The inherent problem with taking a picture of yourself in the mirror is one of false humility – while holding a camera, there are any number of things the photographer-subject can do to make it seem like he or she is not, in essence, posing for a photo. The "picture of the mirror" trick allows the photographer to look intently at the camera as if trying to divine how to work this mysterious magic picture-box device, or to transfix their facial expression into one of extreme concentration, as if thinking about how to best frame the shot.
These assorted opportunities for fake distraction essentially allow the subject to act distracted or otherwise engaged by something important involving the camera: anything to distract from the fact that they are willfully and intentionally posing for a picture that they will later show to others in the hope of achieving compliments.
Now, there isn't anything wrong with taking pictures of oneself in the first place – the problem is in lying and pretending you aren't desperate for other people to think that you don't really care that you're taking a picture of yourself. If these people were only concerned about taking a picture of themselves, they'd just use the fucking timer on the camera like everyone else does.
Generally, these are the same sorts of people who say "I don't care what you think of me" – the same sorts of people who exhibit a desperate desire to be thought of as cool and counterculture, and who are willing to do damn near anything to make people think they exhibit said personality traits effortlessly.
People with really flashy profile layouts
These people are INSANE. Again, the keyword is desperation, but thankfully these people are totally honest in their desire to show others how interesting and fun they are. Unfortunately, they choose to express this by playing absurdly loud, distracting music, filling their page with eye-straining pictures and animations, and otherwise packing every square inch of their pages with random bits of information about themselves, ranging to incomprehensible quotes from popular films ("I LOVE LAMP") to inside jokes between friends, specifically designed to alienate other visitors to the page.
It's hard to peg down what sorts of human beings these people might be in real life: they may be charmingly moronic youngsters who think that only more equals more, or they may be equally oblivious adults, yearning to rekindle their childhood by joining an Internet community made up almost predominately of ten to twenty-year-olds. Either way, these are people who don't generally understand the world around them, and cannot generally define the word "quality."
That, or they're totally decent people who just don't have a very good eye for visual design.
People who take emo pictures of themselves and then assert that they AREN'T emo
While most all emo people deny the label that has since gained a negative connotation on par with "Scientologist" or "Nazi," there are those few who deny it so repeatedly and so fervently, that not only do they essentially showcase themselves as living, breathing lumps of self-denial, but their constant protestations regarding their possible emosity actually become correct.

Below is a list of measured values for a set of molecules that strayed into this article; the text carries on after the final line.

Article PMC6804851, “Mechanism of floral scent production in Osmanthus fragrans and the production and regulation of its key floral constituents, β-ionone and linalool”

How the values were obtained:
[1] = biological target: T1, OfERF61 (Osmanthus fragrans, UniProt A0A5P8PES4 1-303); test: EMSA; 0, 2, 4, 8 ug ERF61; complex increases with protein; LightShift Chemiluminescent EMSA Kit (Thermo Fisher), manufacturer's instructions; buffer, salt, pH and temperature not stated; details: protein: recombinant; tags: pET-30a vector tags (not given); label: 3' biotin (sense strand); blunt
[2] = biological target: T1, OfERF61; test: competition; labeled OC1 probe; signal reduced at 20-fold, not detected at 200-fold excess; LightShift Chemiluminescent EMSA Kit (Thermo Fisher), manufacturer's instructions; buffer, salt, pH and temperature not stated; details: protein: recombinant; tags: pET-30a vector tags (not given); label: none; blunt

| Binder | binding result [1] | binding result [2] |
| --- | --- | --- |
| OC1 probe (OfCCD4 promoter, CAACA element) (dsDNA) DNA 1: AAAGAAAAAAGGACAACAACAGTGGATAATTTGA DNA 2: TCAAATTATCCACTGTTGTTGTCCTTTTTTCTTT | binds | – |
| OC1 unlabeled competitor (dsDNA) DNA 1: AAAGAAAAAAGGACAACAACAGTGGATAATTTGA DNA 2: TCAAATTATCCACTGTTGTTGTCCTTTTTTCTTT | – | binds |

People who protest so loudly and so frequently that they aren't emo probably weren't, at some previous point in their lives. Maybe a few years earlier they were a Jesus Freak, or a preppie, or an all-American student who did nothing but study. No matter what they were before their decision to paint their nails black, dye their hair, and take roughly eighteen hundred black and white photos of themselves, one thing is certain about their previous life: they were boring. Nothing stood out about them, nothing made them noteworthy, nothing made them – in their eyes, or the eyes of those whose opinion mattered to them – unique. And as a result, they chose to adopt a look, style, and personality (in this case emo), as a last-ditch effort to gain some much-needed character. They literally borrow the personality of a widespread social movement, and take its philosophies as their own. Better to have a stolen life than none at all, ostensibly.
And so, without any prompting, and without any attack from any outside source, they make sure that the first thing anyone knows about them is that they are not emo. Not straight-edge. Not a punk, goth, or whatever little "label" you want to affix to me, man. They protest and shield themselves against such attacks because if one of them got through, if one of the insults actually affected them on a personal level and forced them to take things to heart, the illusory life they built for themselves would inexorably fall, and fast. Calling one of these personality-devoid MySpace camwhores out on any one of the social personalities they ham-handedly adopted as their own would, in a sense, be like pulling open the curtain next to the Wizard of Oz.
And in their insanely fervent denial, they do become right: they aren't emo, or straight edge. In fact, they aren't anything. These poor souls have no personality of their own save for what they can borrow and steal. They are non-entities.